Can schools afford local foods? Public schools have to be very careful with spending and have limited budgets for school meals. That being said, schools purchase thousands of dollars of fresh food for students every week. Often, there’s not a huge difference between the price you set to make a profit and the price the school can afford.

Route 2: Through the state program: Department of Defense Fresh Fruit and Vegetable Program (DoD Fresh Program)

Who do I talk to? The Defense Logistics Agency Troop Support Subsistence. Get in touch by emailing or call 205-966-0020.

What food safety certification do I need? To sell to the LA DoD program, you will need GAP certification.

Selling Local Food to Schools (USDA)

Additional Resources:

  • School Guide for Local Food Purchasing
    • The State of Louisiana established a farm to school program after LA R.S. 17:195.1 (Act 404) of the 2016 Louisiana Legislature was signed. It appropriated no state funding to support a farm to school program and does not allow school systems any additional flexibilities or waivers for the purchase of local products. Learn more about this and other state and federal policies and procedures regarding the purchase of local food within federal nutrition assistance programs that support the procurement of local agricultural products and USDA Farm to School initiatives.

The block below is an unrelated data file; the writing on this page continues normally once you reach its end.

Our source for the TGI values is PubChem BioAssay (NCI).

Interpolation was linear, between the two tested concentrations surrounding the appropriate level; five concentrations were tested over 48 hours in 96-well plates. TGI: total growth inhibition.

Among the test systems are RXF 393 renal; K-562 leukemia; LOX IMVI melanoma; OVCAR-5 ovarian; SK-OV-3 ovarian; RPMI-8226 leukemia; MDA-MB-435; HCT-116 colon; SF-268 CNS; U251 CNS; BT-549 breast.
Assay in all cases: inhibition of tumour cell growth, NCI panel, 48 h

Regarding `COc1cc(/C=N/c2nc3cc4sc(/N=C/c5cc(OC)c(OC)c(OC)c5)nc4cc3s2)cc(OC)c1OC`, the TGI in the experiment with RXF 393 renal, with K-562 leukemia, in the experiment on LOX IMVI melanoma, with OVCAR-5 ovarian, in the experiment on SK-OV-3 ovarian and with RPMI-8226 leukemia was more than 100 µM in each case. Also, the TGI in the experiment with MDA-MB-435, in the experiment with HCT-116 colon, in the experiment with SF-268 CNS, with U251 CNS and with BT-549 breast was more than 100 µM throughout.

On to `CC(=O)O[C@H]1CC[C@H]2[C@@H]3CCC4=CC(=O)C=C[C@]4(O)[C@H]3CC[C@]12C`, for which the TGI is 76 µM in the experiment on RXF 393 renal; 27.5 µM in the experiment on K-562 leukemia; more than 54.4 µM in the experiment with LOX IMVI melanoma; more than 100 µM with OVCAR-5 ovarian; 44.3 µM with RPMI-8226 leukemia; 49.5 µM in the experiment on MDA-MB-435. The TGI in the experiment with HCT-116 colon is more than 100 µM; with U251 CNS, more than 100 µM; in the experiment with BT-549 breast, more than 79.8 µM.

• USDA Foods: A Resource for Buying Local
    • USDA Foods has a dual mission of supporting domestic agriculture and providing healthy foods to schools. Offerings include a variety of fresh, frozen, canned and dried fruits and vegetables, lean meats, peanut butter, whole wheat grain products, and cheeses. In order to access these healthy options, each state in the country is allocated a certain amount of money, or “entitlement value,” to spend on USDA Foods, based on the number of lunches served in the previous school year. In FY 2014, $1.4 billion in USDA Foods went to schools; in any given year, about 10-15% of the value of food served through the National School Lunch Program comes from USDA Foods.
  • USDA Geographic Preference Fact Sheet
    • THE 2008 FARM BILL directed the Secretary of Agriculture to encourage schools to purchase locally grown and locally raised products “to the maximum extent practicable and appropriate.” Further, the Secretary was instructed to allow schools to use a “geographic preference” when procuring locally grown and locally raised unprocessed agricultural products. There are many ways for schools to buy local products for use in federal school meals programs (see USDA’s 10 Facts About Local Food in School Cafeterias). While using geographic preference is not the only option for local food procurement, it is a powerful tool and particularly useful in formal solicitations where respondents are ranked and scored.
  • USDA Using DoD to Buy Local Fact Sheet
    • The Department of Defense Fresh Fruit and Vegetable Program (DoD Fresh) allows schools to use their USDA Foods entitlement dollars to buy fresh produce. As of 2016, schools in 48 states, the District of Columbia, Puerto Rico, the Virgin Islands, and Guam participate; schools received more than $120 million worth of produce during SY 2013-2014.
  • USDA 10 Facts About Local Food in Schools
    • Increasing access to local foods in schools is a top priority for the Office of Community Food Systems. This fact sheet, available in both English and Spanish, reviews the top 10 facts about local food in schools.
  • Louisiana Farm Safety Checklist